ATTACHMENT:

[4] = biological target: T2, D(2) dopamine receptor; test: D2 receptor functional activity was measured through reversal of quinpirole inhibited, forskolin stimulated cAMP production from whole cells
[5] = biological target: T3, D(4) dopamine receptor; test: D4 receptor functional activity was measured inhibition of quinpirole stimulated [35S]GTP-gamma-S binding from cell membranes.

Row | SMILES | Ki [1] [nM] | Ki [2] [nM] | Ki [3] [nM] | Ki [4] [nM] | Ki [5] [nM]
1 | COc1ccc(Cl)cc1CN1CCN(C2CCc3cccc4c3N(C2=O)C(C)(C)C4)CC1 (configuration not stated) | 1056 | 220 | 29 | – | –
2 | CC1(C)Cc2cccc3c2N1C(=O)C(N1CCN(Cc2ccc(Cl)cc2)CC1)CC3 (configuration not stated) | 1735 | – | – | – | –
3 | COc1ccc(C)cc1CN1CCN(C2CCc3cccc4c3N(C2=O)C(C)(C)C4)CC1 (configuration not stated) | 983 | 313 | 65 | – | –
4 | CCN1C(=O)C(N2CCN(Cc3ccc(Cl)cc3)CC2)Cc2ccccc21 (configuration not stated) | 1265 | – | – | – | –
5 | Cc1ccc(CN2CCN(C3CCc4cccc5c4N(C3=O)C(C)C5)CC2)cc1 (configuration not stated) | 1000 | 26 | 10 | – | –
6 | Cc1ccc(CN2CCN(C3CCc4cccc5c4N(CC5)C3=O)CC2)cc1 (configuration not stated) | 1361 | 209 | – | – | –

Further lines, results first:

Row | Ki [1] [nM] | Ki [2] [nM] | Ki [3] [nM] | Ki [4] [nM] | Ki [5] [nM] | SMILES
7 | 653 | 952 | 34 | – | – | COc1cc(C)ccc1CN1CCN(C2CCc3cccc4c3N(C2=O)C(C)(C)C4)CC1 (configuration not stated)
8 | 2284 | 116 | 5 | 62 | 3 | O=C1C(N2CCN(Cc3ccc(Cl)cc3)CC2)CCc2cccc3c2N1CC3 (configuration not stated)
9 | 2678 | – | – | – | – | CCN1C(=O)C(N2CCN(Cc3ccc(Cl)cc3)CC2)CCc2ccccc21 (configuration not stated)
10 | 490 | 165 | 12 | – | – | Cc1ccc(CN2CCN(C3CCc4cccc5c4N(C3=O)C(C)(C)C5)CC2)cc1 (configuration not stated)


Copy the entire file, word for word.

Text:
[4] = biological target: T2, D(2) dopamine receptor; test: D2 receptor functional activity was measured through reversal of quinpirole inhibited, forskolin stimulated cAMP production from whole cells
[5] = biological target: T3, D(4) dopamine receptor; test: D4 receptor functional activity was measured inhibition of quinpirole stimulated [35S]GTP-gamma-S binding from cell membranes.

Row | SMILES | Ki [1] [nM] | Ki [2] [nM] | Ki [3] [nM] | Ki [4] [nM] | Ki [5] [nM]
1 | COc1ccc(Cl)cc1CN1CCN(C2CCc3cccc4c3N(C2=O)C(C)(C)C4)CC1 (configuration not stated) | 1056 | 220 | 29 | – | –
2 | CC1(C)Cc2cccc3c2N1C(=O)C(N1CCN(Cc2ccc(Cl)cc2)CC1)CC3 (configuration not stated) | 1735 | – | – | – | –
3 | COc1ccc(C)cc1CN1CCN(C2CCc3cccc4c3N(C2=O)C(C)(C)C4)CC1 (configuration not stated) | 983 | 313 | 65 | – | –
4 | CCN1C(=O)C(N2CCN(Cc3ccc(Cl)cc3)CC2)Cc2ccccc21 (configuration not stated) | 1265 | – | – | – | –
5 | Cc1ccc(CN2CCN(C3CCc4cccc5c4N(C3=O)C(C)C5)CC2)cc1 (configuration not stated) | 1000 | 26 | 10 | – | –
6 | Cc1ccc(CN2CCN(C3CCc4cccc5c4N(CC5)C3=O)CC2)cc1 (configuration not stated) | 1361 | 209 | – | – | –

Further lines, results first:

Row | Ki [1] [nM] | Ki [2] [nM] | Ki [3] [nM] | Ki [4] [nM] | Ki [5] [nM] | SMILES
7 | 653 | 952 | 34 | – | – | COc1cc(C)ccc1CN1CCN(C2CCc3cccc4c3N(C2=O)C(C)(C)C4)CC1 (configuration not stated)
8 | 2284 | 116 | 5 | 62 | 3 | O=C1C(N2CCN(Cc3ccc(Cl)cc3)CC2)CCc2cccc3c2N1CC3 (configuration not stated)
9 | 2678 | – | – | – | – | CCN1C(=O)C(N2CCN(Cc3ccc(Cl)cc3)CC2)CCc2ccccc21 (configuration not stated)
10 | 490 | 165 | 12 | – | – | Cc1ccc(CN2CCN(C3CCc4cccc5c4N(C3=O)C(C)(C)C5)CC2)cc1 (configuration not stated)